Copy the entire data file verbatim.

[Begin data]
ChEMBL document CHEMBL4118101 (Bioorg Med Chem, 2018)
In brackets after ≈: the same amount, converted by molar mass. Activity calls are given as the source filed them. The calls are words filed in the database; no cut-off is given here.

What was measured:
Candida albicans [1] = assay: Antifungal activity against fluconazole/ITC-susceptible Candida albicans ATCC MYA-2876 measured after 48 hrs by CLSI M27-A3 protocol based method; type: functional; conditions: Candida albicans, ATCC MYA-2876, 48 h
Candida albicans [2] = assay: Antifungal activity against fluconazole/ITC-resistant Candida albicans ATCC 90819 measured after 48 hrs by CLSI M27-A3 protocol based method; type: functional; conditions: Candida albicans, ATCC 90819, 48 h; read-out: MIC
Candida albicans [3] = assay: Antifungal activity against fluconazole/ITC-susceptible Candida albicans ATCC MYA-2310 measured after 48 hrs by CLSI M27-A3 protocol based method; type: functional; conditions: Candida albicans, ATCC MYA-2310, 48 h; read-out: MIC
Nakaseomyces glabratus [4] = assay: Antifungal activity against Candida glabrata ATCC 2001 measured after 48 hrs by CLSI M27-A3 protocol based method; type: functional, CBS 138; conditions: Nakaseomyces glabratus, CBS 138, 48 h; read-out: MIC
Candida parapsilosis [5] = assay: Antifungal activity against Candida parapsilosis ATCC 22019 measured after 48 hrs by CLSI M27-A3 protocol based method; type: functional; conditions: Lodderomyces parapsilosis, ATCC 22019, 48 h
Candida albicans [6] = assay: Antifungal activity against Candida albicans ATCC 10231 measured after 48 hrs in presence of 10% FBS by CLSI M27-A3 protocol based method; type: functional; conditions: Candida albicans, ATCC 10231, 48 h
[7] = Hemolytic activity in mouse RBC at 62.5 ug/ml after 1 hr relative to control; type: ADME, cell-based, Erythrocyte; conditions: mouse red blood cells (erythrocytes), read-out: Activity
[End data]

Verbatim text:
ChEMBL document CHEMBL4118101 (Bioorg Med Chem, 2018)
In brackets after ≈: the same amount, converted by molar mass. Activity calls are given as the source filed them. The calls are words filed in the database; no cut-off is given here.

What was measured:
Candida albicans [1] = assay: Antifungal activity against fluconazole/ITC-susceptible Candida albicans ATCC MYA-2876 measured after 48 hrs by CLSI M27-A3 protocol based method; type: functional; conditions: Candida albicans, ATCC MYA-2876, 48 h
Candida albicans [2] = assay: Antifungal activity against fluconazole/ITC-resistant Candida albicans ATCC 90819 measured after 48 hrs by CLSI M27-A3 protocol based method; type: functional; conditions: Candida albicans, ATCC 90819, 48 h; read-out: MIC
Candida albicans [3] = assay: Antifungal activity against fluconazole/ITC-susceptible Candida albicans ATCC MYA-2310 measured after 48 hrs by CLSI M27-A3 protocol based method; type: functional; conditions: Candida albicans, ATCC MYA-2310, 48 h; read-out: MIC
Nakaseomyces glabratus [4] = assay: Antifungal activity against Candida glabrata ATCC 2001 measured after 48 hrs by CLSI M27-A3 protocol based method; type: functional, CBS 138; conditions: Nakaseomyces glabratus, CBS 138, 48 h; read-out: MIC
Candida parapsilosis [5] = assay: Antifungal activity against Candida parapsilosis ATCC 22019 measured after 48 hrs by CLSI M27-A3 protocol based method; type: functional; conditions: Lodderomyces parapsilosis, ATCC 22019, 48 h
Candida albicans [6] = assay: Antifungal activity against Candida albicans ATCC 10231 measured after 48 hrs in presence of 10% FBS by CLSI M27-A3 protocol based method; type: functional; conditions: Candida albicans, ATCC 10231, 48 h
[7] = Hemolytic activity in mouse RBC at 62.5 ug/ml after 1 hr relative to control; type: ADME, cell-based, Erythrocyte; conditions: mouse red blood cells (erythrocytes), read-out: Activity